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Do you know the difference between an absolute water decree and a conditional water decree? Or the definition of a storage right? If you had the opportunity to attend the “Water Law in a Nutshell” class presented by Mr. Aaron Clay and hosted by the Douglas Creek Conservation District in July, you had the opportunity to learn this and much more about water law.
An absolute decree is, “a water court decree recognizing that a water right has been perfected, or made real, by placing previously unappropriated water to beneficial use.” A conditional decree is, “a right with a recognized priority date for a new proposed water appropriation.” A storage right is, “the right to impound water in priority for later use.” (Water Law in A Nutshell, Aaron R. Clay)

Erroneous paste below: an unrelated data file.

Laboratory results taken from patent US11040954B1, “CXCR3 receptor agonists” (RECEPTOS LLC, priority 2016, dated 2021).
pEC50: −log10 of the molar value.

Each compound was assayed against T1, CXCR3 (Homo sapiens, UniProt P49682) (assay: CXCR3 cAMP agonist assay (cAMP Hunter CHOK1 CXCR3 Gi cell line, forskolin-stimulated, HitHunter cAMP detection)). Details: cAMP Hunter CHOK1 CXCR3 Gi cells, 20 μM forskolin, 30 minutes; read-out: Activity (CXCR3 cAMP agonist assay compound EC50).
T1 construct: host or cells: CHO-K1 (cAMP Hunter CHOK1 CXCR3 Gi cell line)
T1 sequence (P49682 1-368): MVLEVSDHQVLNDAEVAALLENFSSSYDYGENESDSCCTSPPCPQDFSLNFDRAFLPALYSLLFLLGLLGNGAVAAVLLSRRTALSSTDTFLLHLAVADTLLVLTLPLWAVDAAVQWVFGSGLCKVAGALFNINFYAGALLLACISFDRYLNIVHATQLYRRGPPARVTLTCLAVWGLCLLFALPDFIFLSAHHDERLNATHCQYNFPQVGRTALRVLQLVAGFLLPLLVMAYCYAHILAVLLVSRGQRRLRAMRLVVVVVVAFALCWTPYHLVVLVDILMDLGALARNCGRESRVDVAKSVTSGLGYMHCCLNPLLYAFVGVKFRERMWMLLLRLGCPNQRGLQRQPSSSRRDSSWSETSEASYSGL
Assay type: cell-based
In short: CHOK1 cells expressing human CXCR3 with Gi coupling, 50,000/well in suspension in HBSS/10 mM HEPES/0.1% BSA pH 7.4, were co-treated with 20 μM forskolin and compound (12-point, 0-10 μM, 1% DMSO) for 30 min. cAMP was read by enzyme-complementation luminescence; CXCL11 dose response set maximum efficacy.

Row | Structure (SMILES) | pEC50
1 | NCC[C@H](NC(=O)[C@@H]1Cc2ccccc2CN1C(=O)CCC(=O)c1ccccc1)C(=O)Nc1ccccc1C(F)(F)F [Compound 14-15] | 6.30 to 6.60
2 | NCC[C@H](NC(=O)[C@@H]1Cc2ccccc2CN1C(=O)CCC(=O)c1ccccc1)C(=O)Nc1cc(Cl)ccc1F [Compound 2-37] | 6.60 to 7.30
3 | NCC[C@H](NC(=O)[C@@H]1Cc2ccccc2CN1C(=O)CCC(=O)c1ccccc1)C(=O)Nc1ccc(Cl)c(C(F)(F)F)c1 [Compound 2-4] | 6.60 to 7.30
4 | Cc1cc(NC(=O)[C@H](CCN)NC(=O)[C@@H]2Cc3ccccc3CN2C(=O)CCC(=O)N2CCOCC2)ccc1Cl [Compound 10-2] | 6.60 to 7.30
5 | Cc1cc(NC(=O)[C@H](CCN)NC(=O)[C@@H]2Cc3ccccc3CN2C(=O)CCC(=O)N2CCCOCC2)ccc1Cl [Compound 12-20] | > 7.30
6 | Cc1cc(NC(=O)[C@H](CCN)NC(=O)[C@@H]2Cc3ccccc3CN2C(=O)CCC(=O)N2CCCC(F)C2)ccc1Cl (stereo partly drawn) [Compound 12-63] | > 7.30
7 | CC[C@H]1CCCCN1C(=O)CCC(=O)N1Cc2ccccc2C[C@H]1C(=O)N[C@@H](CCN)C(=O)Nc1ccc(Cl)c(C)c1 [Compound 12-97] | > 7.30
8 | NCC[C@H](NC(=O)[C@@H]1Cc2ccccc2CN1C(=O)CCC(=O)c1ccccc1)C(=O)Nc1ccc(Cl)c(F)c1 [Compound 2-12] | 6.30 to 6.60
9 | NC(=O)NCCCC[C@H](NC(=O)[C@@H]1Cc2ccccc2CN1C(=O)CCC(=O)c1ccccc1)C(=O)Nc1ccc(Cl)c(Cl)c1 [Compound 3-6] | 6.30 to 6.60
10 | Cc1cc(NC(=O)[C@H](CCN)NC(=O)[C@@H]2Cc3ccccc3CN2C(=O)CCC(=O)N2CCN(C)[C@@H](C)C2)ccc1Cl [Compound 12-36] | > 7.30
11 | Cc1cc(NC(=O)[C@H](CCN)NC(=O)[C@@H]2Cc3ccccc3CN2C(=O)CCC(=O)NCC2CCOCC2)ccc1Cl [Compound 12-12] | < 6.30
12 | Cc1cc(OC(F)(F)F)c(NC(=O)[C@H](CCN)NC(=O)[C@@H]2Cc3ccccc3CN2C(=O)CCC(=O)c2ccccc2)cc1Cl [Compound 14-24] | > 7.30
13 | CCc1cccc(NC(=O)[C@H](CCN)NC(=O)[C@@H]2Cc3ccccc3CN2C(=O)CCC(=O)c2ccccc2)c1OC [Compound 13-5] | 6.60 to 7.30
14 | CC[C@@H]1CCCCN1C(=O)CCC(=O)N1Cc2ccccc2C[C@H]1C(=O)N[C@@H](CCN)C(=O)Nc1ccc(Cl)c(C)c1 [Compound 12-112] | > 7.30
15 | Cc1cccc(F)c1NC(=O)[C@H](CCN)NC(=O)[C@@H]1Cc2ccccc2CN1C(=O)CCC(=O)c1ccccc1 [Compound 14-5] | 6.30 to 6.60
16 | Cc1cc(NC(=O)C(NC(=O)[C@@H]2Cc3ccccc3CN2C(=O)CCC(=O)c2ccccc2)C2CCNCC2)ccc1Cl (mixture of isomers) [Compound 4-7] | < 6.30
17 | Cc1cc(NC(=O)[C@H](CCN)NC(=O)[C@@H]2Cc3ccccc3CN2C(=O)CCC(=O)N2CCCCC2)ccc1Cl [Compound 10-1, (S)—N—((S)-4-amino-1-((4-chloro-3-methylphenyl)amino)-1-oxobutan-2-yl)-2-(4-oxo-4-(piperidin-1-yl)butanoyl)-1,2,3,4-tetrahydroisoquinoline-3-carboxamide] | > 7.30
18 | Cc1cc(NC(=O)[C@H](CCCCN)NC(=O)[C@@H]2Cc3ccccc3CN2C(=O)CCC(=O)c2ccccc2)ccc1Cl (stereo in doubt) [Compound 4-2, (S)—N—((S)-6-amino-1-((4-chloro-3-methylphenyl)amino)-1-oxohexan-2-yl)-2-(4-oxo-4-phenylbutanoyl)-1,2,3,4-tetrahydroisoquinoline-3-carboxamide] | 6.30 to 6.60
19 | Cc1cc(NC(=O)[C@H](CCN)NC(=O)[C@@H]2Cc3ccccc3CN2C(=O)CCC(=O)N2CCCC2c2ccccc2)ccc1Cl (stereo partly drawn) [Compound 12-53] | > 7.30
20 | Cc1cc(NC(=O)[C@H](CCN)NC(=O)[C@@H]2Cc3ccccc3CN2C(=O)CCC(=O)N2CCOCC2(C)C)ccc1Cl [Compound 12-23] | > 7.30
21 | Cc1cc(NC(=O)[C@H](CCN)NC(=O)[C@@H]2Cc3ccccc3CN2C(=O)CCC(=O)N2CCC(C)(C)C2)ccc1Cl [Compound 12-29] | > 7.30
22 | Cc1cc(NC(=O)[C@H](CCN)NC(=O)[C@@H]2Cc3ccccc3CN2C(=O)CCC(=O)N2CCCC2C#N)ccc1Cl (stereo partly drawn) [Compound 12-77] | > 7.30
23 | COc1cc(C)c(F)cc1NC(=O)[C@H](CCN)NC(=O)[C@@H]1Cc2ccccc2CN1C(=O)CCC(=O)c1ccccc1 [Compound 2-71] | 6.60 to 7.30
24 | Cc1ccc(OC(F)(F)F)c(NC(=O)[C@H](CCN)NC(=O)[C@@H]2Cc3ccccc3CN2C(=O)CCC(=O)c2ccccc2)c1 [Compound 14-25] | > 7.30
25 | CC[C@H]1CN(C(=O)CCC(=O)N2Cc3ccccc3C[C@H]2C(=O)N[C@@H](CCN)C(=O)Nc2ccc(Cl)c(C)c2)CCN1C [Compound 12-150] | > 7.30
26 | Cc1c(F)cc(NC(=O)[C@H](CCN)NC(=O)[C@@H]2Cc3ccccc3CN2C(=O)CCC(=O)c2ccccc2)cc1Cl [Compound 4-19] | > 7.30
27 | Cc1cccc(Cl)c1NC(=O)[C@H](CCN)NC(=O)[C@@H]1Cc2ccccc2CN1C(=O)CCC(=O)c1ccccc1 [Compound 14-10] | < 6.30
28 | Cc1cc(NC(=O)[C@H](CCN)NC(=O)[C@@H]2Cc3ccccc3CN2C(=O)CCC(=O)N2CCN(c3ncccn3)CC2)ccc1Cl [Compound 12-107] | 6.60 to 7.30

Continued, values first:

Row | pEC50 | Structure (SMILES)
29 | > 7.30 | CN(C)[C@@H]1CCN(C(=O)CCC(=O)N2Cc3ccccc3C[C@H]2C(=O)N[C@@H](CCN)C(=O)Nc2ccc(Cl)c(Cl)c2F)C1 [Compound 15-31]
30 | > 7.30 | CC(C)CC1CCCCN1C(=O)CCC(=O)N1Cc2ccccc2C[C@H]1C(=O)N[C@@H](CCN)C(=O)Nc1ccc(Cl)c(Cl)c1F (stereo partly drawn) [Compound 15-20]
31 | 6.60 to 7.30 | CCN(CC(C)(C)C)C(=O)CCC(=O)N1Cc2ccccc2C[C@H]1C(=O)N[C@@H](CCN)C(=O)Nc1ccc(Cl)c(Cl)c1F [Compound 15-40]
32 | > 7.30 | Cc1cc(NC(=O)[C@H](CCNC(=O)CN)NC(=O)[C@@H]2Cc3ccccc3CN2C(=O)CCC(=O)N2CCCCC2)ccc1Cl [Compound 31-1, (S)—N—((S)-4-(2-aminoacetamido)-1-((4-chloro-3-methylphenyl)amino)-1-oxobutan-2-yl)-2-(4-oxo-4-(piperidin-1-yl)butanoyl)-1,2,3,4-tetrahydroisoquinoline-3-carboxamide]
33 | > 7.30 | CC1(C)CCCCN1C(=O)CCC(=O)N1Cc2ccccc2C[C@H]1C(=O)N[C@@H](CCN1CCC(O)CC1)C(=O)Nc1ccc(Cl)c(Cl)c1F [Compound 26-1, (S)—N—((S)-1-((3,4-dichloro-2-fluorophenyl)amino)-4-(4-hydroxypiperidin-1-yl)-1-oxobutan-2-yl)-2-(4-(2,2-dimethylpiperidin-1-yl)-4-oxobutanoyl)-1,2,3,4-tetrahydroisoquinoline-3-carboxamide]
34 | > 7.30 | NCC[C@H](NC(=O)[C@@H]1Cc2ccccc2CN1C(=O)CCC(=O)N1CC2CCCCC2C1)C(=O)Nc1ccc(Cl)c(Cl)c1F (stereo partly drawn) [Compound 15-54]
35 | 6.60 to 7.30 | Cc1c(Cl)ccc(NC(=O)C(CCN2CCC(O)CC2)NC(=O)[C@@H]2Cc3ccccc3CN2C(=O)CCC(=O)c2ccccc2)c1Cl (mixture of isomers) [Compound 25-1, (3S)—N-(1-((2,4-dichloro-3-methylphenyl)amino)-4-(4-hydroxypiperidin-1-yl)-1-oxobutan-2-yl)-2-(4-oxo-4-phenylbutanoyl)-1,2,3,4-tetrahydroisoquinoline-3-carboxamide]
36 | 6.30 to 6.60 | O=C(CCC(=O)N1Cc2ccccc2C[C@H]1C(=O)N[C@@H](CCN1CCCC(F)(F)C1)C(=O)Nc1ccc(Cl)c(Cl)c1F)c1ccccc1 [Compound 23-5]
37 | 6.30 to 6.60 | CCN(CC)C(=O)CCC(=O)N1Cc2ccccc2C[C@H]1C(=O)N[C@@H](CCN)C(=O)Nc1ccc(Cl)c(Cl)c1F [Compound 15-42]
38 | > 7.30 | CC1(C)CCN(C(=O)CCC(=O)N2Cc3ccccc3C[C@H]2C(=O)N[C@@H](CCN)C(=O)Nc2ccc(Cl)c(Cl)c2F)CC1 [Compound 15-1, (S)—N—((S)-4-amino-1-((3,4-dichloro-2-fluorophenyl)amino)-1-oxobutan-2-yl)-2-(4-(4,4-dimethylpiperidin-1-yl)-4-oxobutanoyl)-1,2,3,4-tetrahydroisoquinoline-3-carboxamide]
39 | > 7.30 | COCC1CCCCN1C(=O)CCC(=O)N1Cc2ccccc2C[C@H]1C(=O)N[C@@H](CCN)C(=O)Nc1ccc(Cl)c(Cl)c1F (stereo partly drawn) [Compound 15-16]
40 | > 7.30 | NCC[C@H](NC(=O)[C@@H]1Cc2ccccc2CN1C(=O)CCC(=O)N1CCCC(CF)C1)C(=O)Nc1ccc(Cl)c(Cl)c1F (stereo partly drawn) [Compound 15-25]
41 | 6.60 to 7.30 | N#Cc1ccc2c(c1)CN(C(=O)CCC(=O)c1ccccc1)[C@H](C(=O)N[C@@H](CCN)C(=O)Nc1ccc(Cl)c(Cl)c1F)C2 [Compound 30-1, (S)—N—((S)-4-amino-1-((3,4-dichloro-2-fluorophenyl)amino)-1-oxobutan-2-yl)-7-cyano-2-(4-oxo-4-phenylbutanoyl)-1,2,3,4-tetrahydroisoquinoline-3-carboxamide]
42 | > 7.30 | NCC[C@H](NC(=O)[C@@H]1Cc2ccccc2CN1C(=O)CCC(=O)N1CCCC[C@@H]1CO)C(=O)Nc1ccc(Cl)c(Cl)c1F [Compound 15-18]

If you were unable to attend this class or need a refresher course, you are in luck. The Water Law in a Nutshell course was recorded by the District when it was presented in Rangely this summer and is available for purchase from the Conservation Districts’ office.
The videos are divided up into an eight-part series to cover the full day course (roughly eight hours of information). The cost of the recordings is $50. The price includes the eight video segments, the Water Law In A Nutshell handbook developed by the course instructor, and the Citizens Guide to Water Law prepared by the Colorado Foundation for Water Education. Contact Tristan at the Conservation District Office at 970-878-9838 or firstname.lastname@example.org if you have any questions regarding the recording or would like to purchase a set.